Canadian prices, as measured by the Consumer Price Index (CPI), rose 2.9 per cent on a year-over-year basis in March, up from a 2.8% increase in February. Month-over-month, on a seasonally adjusted basis, CPI rose by 0.3 per cent in March. The slight uptick in headline CPI was largely due to rising gasoline prices. Excluding energy costs, CPI rose 2.8 per cent year-over-year in March, down from 2.9 per cent in February. Shelter costs remain the major driver of inflation with mortgage interest costs up 25.4 per cent and rent up 8.5 per cent from the same time last year in March. Excluding shelter, consumer prices rose just 1.5 per cent, year over year. In BC, consumer prices rose 2.7 per cent year-over-year, up from 2.6 per cent in February. The Bank of…

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Today, the Bank of Canada held the overnight rate at 5% for the sixth consecutive meeting and pledged to continue normalizing its balance sheet. Governor Macklem confirmed that inflation is moving in the right direction, labour markets are easing, and wage pressures appear to be dissipating. In today's release of the April Monetary Policy Report (MPR), the central bank forecasters lowered their 2024 inflation forecast to 2.6% from 2.8%. However, the Governing Council needs more evidence to be confident that the downtrend in inflation is sustainable.

In contrast, the US CPI data released today for March showed that underlying inflation topped forecasts for the third consecutive month, and the US jobs data also beat estimates. This is in direct contrast…

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Increased seller activity is giving buyers more choice this spring.

The number of Metro Vancouver1 homes listed for sale on the MLS® rose nearly 23 per cent year-over-year, providing more opportunity for buyers looking for a home this spring.

The Greater Vancouver REALTORS® (GVR) reports that residential sales in the region totalled 2,415 in March 2024, a 4.7 per cent decrease from the 2,535 sales recorded in March 2023. This was 31.2 per cent below the 10-year seasonal average (3,512).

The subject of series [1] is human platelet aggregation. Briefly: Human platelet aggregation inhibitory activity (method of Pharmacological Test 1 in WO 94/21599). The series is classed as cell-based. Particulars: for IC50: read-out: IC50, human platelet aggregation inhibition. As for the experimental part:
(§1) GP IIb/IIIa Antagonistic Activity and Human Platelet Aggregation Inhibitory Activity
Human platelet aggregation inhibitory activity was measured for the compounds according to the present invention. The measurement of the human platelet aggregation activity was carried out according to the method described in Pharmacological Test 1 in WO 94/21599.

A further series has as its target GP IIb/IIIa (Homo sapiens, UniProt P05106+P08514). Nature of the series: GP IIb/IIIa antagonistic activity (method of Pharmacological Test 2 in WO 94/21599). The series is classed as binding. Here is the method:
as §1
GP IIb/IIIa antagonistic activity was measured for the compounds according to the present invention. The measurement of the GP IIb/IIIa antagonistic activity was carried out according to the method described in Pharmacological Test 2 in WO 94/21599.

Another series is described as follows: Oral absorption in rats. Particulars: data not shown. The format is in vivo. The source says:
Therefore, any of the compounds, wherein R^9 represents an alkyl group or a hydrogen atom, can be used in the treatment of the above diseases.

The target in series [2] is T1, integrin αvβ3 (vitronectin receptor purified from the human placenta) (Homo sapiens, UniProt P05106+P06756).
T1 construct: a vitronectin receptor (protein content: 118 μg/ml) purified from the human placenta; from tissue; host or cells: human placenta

“If you’re finding the weather a little chillier than last spring, you may find some comfort in knowing that the market isn’t quite as hot as it was last spring either, particularly if you’re a buyer,” Andrew Lis, GVR’s director of economics and data analytics…

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March home sales growth off last month’s pace, but supply still building in the Fraser Valley.

Home buyers in the Fraser Valley have more choice heading into the spring market with inventory levels for March at the highest they’ve been in the past five years.

However, March sales were slower than anticipated with 1,395 transactions recorded on the Fraser Valley Real Estate Board’s Multiple Listings Service® (MLS®), a 13 per cent increase over February, but still 31 per cent below the 10-year average. Sales were the second lowest recorded for a March in a decade. Active listings were 6,197, up by 11 per cent over last month and by 37 per cent over March 2023.

“With inventory building, buyers now have more opportunities in both the detached and…

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Canadian real GDP grew 0.6 per cent in January, following a 0.1 per cent contraction in December. The growth was driven by services-producing sectors, which rose by 0.7 per cent. The resolution of public sector strikes in Quebec led to a jump in educational and social services GDP, reversing declines in the prior two months. Residential construction activity fell by 1.5 per cent, declining for the third consecutive month following a burst of activity in the summer and fall. Offices of real estate agents and brokers increased for the second consecutive month, rising 4 per cent as higher home sales in the greater Toronto region contributed to growth. Preliminary estimates suggest that output in the Canadian economy rose 0.4 per cent in February.

As…